Observations of an expat: Australia’s King Coal  

Australians are one of the worst-hit victims of climate change, and their government’s policies are having a detrimental impact on them and rest of the world.

Federal elections scheduled for next weekend will do little to save the situation.  The two major parties appear united in putting financial gain before survival.

Climatologists predict that temperatures Down Under are set to rise by nearly 10 degrees Fahrenheit by the end of this century. The bushfire season is already nine months long and the flames have so far destroyed 14.6 million acres – territory roughly equal to twice the size of Pennsylvania.

One in six of the country’s wildlife face extinction in the next few years, according to the WWF and the vital coral banks of the Great Barrier Reef are being bleached white by rising sea temperatures.

But despite these apocalyptic facts and figures both the Australian Labour Party and the ruling coalition of the Liberal and National Party remain committed to protecting the dirtiest, most polluting, fossil fuel of them all – coal.

Australia is the world’s largest exporter of coal – 427 million tons. The fossil fuel is also Australia’s biggest export and 50,000 jobs rely on it.

The importance of coal in the Australian economy is increasing because of the Ukraine war. Most of the industrialised world (except China) is now boycotting coal from Russia which produces 423 million tons a year. This means that the price of coal increased 400 percent to $170 per metric tonne between September 2021 and May 2022.

The Labour Party of Anthony Albanese – which is currently predicted to win the election – does play lip service to the problem of climate change. Its manifesto talks about more electric cars, solar panels and other renewable energy sources.

But its policy towards coal is dictated by a pro-coal internal party faction known as the Otis Group which is dominated by the coal trade union (the Mining and Energy Division of The Construction, Forestry, Maritime, Mining and Energy Union). The mining union is especially powerful in key parliamentary seats in Queensland and New South Wales.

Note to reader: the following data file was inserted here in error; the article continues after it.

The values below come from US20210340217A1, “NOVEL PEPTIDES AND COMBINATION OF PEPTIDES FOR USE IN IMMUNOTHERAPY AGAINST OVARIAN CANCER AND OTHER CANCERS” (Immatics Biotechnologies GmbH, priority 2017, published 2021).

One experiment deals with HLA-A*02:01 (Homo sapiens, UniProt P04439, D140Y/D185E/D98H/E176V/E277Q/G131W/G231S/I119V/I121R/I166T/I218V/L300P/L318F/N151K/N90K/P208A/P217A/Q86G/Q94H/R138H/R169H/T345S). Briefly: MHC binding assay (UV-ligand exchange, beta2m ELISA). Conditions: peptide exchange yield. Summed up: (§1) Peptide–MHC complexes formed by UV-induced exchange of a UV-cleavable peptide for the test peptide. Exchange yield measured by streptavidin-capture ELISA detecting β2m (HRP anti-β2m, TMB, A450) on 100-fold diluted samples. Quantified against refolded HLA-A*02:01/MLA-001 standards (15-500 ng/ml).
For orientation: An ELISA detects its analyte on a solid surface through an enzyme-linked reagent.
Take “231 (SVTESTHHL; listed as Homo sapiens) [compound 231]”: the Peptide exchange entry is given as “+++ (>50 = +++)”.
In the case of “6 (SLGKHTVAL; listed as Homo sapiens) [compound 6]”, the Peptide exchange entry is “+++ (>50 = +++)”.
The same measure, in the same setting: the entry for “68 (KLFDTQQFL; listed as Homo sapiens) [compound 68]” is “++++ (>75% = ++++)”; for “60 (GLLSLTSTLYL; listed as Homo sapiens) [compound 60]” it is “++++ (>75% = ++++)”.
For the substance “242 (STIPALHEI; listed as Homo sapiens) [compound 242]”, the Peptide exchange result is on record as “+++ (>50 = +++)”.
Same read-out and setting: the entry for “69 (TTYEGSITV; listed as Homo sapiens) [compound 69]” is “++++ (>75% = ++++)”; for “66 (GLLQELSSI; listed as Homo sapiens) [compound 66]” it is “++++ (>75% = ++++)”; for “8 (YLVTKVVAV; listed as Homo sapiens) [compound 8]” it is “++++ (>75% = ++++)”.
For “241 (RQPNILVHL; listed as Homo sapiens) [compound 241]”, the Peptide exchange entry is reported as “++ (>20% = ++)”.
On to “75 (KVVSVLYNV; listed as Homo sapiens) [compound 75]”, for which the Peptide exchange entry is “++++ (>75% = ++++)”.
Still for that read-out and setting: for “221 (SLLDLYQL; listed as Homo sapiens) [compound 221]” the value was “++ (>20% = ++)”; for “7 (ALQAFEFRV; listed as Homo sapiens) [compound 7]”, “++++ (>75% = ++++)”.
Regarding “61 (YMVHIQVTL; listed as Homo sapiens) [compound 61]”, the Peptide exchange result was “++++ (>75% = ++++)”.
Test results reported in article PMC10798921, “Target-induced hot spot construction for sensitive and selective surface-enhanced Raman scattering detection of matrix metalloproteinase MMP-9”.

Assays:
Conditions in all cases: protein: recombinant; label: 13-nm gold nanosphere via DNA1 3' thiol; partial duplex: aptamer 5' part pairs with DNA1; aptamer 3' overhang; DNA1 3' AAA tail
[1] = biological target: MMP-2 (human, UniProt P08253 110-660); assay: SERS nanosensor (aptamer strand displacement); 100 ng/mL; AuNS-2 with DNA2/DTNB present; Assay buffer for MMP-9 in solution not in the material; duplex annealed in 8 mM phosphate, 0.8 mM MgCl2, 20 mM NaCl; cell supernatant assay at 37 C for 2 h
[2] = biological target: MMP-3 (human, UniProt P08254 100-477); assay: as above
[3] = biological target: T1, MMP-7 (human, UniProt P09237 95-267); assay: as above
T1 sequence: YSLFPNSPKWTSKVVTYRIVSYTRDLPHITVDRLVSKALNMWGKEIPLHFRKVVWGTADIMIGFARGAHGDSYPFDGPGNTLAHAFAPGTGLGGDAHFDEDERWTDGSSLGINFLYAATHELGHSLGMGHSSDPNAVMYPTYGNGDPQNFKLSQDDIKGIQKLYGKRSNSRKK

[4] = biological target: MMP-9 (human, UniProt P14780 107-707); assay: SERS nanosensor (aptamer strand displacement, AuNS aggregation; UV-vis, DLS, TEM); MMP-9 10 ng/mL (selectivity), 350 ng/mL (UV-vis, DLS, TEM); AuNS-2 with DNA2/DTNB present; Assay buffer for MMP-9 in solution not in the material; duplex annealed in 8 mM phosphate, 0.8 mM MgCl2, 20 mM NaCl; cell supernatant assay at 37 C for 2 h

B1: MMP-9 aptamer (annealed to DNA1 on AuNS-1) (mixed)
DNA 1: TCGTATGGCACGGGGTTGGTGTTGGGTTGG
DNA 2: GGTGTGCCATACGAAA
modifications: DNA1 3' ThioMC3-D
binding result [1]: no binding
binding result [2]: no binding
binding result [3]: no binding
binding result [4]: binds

The Liberal/National coalition is led by one of the world’s most outspoken climate change deniers – incumbent PM Scott Morrison. He nearly boycotted the COP26 climate change conference in Glasgow last November and helped to undermine the final communique. One of the conference’s objectives was to “consign coal to history.” But thanks in part to Morrison’s lobbying COP26 fell way short of that goal.

Keith Pitt, the coalition government’s Minister for Resources and Water, has gone on record to say that Australia will be “producing and exporting coal well beyond 2030.”

In the meantime the sea levels and temperatures will continue to rise. The Great Barrier Reef, the spawning ground for most of the fish of the Pacific Ocean, will shrink. Bushfires will spread. Wildlife will become extinct and Australia will remain the chief exporter of the fossil fuel that produces 40 percent of the world’s pollution.

* Tom Arms is foreign editor of Liberal Democrat Voice and the author of “The Encyclopedia of the Cold War” and the recently published “America Made in Britain” that has sold out in the US after six weeks but is still available in the UK.

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This entry was posted in Op-eds.

One Comment

  • Peter Hirst 20th May '22 - 4:32pm

    Australia with its abundance of land and sun is missing a trick. More underwater cables could supply half the world with electricity if it got its act together. No wonder Aussies are turning to smaller political parties.

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